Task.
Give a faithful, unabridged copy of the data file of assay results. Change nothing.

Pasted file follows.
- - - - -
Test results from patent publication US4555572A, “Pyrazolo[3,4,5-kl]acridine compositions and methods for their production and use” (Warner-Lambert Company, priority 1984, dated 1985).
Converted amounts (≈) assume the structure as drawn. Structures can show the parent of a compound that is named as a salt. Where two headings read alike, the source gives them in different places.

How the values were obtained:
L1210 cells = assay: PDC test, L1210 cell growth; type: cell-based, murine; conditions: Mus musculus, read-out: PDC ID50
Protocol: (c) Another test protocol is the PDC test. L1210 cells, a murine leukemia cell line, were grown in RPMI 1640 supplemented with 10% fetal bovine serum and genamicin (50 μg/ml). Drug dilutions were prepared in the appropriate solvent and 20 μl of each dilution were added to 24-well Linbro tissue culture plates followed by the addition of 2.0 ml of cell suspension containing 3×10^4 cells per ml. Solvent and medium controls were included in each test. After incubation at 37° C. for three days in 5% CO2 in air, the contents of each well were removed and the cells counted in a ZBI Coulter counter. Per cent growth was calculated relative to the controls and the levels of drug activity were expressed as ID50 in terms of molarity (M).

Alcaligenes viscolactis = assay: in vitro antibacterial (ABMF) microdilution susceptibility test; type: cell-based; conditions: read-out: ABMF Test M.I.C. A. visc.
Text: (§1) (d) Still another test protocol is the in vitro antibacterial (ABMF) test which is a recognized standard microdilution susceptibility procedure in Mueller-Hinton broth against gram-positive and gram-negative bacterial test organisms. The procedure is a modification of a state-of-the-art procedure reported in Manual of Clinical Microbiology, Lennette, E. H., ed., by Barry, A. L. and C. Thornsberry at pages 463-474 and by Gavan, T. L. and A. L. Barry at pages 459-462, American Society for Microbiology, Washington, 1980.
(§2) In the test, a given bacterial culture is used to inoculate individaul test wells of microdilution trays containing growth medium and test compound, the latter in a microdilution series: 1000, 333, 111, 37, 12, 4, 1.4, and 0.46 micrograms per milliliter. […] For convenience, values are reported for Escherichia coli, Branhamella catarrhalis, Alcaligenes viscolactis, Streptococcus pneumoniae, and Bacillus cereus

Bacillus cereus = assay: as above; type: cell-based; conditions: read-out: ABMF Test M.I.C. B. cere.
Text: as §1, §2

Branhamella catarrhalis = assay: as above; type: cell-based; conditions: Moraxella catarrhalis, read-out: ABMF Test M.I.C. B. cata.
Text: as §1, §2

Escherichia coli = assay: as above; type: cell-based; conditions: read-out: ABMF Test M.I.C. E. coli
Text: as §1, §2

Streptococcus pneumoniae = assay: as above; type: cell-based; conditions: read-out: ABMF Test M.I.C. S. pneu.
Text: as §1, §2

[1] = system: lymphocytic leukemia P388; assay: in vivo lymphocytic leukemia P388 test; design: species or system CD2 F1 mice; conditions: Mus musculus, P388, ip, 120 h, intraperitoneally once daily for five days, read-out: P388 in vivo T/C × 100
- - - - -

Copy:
Test results from patent publication US4555572A, “Pyrazolo[3,4,5-kl]acridine compositions and methods for their production and use” (Warner-Lambert Company, priority 1984, dated 1985).
Converted amounts (≈) assume the structure as drawn. Structures can show the parent of a compound that is named as a salt. Where two headings read alike, the source gives them in different places.

How the values were obtained:
L1210 cells = assay: PDC test, L1210 cell growth; type: cell-based, murine; conditions: Mus musculus, read-out: PDC ID50
Protocol: (c) Another test protocol is the PDC test. L1210 cells, a murine leukemia cell line, were grown in RPMI 1640 supplemented with 10% fetal bovine serum and genamicin (50 μg/ml). Drug dilutions were prepared in the appropriate solvent and 20 μl of each dilution were added to 24-well Linbro tissue culture plates followed by the addition of 2.0 ml of cell suspension containing 3×10^4 cells per ml. Solvent and medium controls were included in each test. After incubation at 37° C. for three days in 5% CO2 in air, the contents of each well were removed and the cells counted in a ZBI Coulter counter. Per cent growth was calculated relative to the controls and the levels of drug activity were expressed as ID50 in terms of molarity (M).

Alcaligenes viscolactis = assay: in vitro antibacterial (ABMF) microdilution susceptibility test; type: cell-based; conditions: read-out: ABMF Test M.I.C. A. visc.
Text: (§1) (d) Still another test protocol is the in vitro antibacterial (ABMF) test which is a recognized standard microdilution susceptibility procedure in Mueller-Hinton broth against gram-positive and gram-negative bacterial test organisms. The procedure is a modification of a state-of-the-art procedure reported in Manual of Clinical Microbiology, Lennette, E. H., ed., by Barry, A. L. and C. Thornsberry at pages 463-474 and by Gavan, T. L. and A. L. Barry at pages 459-462, American Society for Microbiology, Washington, 1980.
(§2) In the test, a given bacterial culture is used to inoculate individaul test wells of microdilution trays containing growth medium and test compound, the latter in a microdilution series: 1000, 333, 111, 37, 12, 4, 1.4, and 0.46 micrograms per milliliter. […] For convenience, values are reported for Escherichia coli, Branhamella catarrhalis, Alcaligenes viscolactis, Streptococcus pneumoniae, and Bacillus cereus

Bacillus cereus = assay: as above; type: cell-based; conditions: read-out: ABMF Test M.I.C. B. cere.
Text: as §1, §2

Branhamella catarrhalis = assay: as above; type: cell-based; conditions: Moraxella catarrhalis, read-out: ABMF Test M.I.C. B. cata.
Text: as §1, §2

Escherichia coli = assay: as above; type: cell-based; conditions: read-out: ABMF Test M.I.C. E. coli
Text: as §1, §2

Streptococcus pneumoniae = assay: as above; type: cell-based; conditions: read-out: ABMF Test M.I.C. S. pneu.
Text: as §1, §2

[1] = system: lymphocytic leukemia P388; assay: in vivo lymphocytic leukemia P388 test; design: species or system CD2 F1 mice; conditions: Mus musculus, P388, ip, 120 h, intraperitoneally once daily for five days, read-out: P388 in vivo T/C × 100